On May 8, 1945, the United States and Europe celebrated VE day, or Victory in Europe day. The war in Europe had lasted for six years, claiming the lives of over sixty million people. After Adolf Hitler committed suicide on April 30, 1945, during the Battle of Berlin, the surrender of Germany was authorized by his successor, Karl Dönitz. On May 7,1945, Dönitz and the German High Command declared Germany’s unconditional surrender. News that the Europe war had ended was published that same day in many American newspapers, although the official announcement was made on May 8, when the surrender document was ratified.
Church bells rang and the streets resounded with singing and cheering. People flooded to places like Trafalgar Square in London and Times Square in New York City to celebrate, as reported in these papers on May 7:
On May 29, 1913, at the Theatre des Champs-Elysees in Paris, a dance and orchestral performance was given that has reverberated throughout the American art world for the past 100 years. Ballet Russes, the ballet company founded and directed by Russian impresario Sergei Diaghilev, performed a dance choreographed by Vaslav Nijinsky to an orchestral piece composed by Igor Stravinsky. That performance, The Rite of Spring, portrayed a pagan Russian celebration of spring which culminated in the sacrifice of a young girl chosen to dance to her death.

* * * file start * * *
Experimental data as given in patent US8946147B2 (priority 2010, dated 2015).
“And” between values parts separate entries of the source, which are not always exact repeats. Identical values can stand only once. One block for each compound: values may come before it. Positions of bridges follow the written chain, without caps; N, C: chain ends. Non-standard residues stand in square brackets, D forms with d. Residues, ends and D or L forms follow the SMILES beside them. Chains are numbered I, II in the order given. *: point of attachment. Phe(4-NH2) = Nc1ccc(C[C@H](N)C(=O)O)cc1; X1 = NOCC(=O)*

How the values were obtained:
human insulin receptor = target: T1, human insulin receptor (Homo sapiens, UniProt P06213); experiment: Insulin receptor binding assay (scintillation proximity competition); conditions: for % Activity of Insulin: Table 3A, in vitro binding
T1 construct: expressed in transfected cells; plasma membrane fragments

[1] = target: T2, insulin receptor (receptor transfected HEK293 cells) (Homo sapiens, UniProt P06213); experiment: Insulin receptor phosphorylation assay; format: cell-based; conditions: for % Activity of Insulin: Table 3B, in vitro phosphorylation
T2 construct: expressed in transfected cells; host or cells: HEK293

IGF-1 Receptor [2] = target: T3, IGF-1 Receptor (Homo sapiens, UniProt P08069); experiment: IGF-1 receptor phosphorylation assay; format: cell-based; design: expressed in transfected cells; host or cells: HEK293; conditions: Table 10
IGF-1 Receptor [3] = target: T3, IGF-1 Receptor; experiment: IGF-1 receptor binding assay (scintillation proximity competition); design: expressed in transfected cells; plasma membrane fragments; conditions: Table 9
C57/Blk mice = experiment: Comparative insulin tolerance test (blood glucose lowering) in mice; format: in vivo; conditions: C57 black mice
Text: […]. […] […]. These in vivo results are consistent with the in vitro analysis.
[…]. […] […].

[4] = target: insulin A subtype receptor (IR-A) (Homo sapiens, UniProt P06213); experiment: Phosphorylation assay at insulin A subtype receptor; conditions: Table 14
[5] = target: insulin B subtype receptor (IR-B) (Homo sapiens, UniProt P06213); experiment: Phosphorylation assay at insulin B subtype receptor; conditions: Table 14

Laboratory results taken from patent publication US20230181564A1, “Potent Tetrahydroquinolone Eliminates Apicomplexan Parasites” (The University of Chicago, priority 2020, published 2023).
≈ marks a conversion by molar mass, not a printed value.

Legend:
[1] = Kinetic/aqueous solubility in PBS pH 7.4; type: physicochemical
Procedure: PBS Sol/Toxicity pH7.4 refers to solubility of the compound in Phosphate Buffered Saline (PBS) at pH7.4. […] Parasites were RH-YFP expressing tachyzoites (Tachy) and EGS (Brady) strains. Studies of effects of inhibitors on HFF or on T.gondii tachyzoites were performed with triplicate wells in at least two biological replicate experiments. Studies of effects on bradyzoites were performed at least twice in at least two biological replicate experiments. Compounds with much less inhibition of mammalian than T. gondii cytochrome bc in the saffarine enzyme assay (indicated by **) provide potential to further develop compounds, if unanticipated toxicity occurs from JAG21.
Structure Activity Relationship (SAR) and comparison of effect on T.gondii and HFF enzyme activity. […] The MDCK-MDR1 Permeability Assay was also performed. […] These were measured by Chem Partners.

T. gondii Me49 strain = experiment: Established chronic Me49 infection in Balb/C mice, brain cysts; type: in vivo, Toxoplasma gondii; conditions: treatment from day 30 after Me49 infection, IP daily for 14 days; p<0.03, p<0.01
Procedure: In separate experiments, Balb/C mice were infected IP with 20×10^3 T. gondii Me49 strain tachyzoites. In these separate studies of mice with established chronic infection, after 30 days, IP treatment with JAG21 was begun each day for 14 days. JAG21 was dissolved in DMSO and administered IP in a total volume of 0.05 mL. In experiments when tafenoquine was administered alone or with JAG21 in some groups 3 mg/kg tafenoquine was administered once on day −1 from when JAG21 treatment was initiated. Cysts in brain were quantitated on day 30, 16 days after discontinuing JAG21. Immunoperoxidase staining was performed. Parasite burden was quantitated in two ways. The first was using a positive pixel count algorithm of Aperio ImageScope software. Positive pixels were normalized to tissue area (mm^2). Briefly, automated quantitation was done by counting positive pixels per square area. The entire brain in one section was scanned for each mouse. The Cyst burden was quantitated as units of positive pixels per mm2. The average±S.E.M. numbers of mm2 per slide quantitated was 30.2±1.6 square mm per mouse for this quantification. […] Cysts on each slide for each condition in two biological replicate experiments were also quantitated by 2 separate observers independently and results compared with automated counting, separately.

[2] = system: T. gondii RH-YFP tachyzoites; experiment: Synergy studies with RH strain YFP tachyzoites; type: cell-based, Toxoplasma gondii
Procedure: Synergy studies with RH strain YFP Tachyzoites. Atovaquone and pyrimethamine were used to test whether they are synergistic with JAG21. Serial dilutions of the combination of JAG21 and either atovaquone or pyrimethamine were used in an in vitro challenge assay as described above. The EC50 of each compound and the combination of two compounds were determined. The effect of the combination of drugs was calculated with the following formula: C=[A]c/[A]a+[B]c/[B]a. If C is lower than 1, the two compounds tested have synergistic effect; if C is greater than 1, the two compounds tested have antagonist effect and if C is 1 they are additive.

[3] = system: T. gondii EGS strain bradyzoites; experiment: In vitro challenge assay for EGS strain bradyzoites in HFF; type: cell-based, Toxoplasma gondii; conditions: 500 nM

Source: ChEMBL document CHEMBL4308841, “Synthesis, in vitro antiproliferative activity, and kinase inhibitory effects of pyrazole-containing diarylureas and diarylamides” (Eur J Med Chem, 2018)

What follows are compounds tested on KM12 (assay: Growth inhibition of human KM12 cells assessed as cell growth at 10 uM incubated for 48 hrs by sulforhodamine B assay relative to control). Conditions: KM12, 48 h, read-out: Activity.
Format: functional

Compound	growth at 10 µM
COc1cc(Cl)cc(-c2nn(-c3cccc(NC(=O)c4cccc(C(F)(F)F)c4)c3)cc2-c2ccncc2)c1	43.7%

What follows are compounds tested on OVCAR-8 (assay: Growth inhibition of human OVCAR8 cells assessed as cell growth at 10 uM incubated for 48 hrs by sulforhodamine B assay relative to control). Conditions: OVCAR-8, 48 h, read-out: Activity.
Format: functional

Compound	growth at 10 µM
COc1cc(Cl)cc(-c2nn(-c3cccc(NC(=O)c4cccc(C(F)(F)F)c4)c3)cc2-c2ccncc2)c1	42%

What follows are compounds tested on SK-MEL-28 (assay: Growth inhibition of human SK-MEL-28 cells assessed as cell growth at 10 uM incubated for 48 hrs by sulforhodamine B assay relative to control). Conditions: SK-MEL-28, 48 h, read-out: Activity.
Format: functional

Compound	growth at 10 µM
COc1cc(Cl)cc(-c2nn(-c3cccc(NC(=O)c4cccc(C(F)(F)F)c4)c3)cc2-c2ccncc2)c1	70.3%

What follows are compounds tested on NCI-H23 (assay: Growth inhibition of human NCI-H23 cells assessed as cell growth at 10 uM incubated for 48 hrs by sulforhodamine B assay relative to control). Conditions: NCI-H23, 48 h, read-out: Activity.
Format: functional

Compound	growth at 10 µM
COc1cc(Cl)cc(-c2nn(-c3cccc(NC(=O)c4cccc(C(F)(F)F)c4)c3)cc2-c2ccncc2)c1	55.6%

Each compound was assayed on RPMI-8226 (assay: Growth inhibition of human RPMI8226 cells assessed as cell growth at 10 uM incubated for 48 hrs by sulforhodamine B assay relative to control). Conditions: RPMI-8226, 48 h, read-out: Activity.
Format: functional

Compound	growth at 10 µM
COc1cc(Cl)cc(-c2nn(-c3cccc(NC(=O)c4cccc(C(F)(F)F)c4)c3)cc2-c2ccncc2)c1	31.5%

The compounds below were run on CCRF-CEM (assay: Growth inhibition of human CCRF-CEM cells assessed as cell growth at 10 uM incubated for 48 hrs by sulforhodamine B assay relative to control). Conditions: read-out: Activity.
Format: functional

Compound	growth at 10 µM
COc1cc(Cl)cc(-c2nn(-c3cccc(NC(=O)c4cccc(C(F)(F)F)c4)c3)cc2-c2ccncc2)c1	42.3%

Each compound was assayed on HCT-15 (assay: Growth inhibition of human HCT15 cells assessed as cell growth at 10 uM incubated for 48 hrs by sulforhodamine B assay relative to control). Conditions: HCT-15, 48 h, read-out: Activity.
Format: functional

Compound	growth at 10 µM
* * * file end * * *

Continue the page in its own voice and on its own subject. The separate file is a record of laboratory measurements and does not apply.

Nijinsky’s choreography departed from the contemporary idea of ballet by incorporating pigeon-toed, knock-kneed, repetitive, stamping and jumping. If that wasn’t disconcerting enough, Stravinsky’s dissonant music, with its powerful, pulsating, irregular rhythm, was. Confronted by this combination of the primitive and the modern, which confounded current ideas of beauty, many in the audience jeered and hissed.
Established in 1994, the W. David Rozkuszka Scholarship provides financial assistance to an individual who is 1) currently working with government documents in a library and 2) trying to complete a master’s degree in library science.